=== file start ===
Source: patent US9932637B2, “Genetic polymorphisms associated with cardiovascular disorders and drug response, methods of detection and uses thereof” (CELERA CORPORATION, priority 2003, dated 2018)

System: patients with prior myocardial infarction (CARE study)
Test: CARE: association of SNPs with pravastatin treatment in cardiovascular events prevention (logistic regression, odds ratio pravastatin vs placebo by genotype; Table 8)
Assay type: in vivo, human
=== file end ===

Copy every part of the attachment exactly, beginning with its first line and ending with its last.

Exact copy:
Source: patent US9932637B2, “Genetic polymorphisms associated with cardiovascular disorders and drug response, methods of detection and uses thereof” (CELERA CORPORATION, priority 2003, dated 2018)

System: patients with prior myocardial infarction (CARE study)
Test: CARE: association of SNPs with pravastatin treatment in cardiovascular events prevention (logistic regression, odds ratio pravastatin vs placebo by genotype; Table 8)
Assay type: in vivo, human